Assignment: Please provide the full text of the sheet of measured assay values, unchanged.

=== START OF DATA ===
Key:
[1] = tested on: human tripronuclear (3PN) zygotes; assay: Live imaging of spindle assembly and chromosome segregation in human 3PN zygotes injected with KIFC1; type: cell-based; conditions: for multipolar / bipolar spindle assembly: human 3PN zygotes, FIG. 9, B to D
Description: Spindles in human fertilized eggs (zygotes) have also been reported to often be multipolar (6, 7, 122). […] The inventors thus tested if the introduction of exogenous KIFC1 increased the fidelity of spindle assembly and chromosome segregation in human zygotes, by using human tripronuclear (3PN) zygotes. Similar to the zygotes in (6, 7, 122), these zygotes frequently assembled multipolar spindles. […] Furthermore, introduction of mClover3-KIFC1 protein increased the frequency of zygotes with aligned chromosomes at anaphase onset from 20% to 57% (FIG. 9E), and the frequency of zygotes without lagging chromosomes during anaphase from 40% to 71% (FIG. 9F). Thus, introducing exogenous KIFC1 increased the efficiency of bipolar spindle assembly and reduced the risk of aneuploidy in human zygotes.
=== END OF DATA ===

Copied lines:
Key:
[1] = tested on: human tripronuclear (3PN) zygotes; assay: Live imaging of spindle assembly and chromosome segregation in human 3PN zygotes injected with KIFC1; type: cell-based; conditions: for multipolar / bipolar spindle assembly: human 3PN zygotes, FIG. 9, B to D
Description: Spindles in human fertilized eggs (zygotes) have also been reported to often be multipolar (6, 7, 122). […] The inventors thus tested if the introduction of exogenous KIFC1 increased the fidelity of spindle assembly and chromosome segregation in human zygotes, by using human tripronuclear (3PN) zygotes. Similar to the zygotes in (6, 7, 122), these zygotes frequently assembled multipolar spindles. […] Furthermore, introduction of mClover3-KIFC1 protein increased the frequency of zygotes with aligned chromosomes at anaphase onset from 20% to 57% (FIG. 9E), and the frequency of zygotes without lagging chromosomes during anaphase from 40% to 71% (FIG. 9F). Thus, introducing exogenous KIFC1 increased the efficiency of bipolar spindle assembly and reduced the risk of aneuploidy in human zygotes.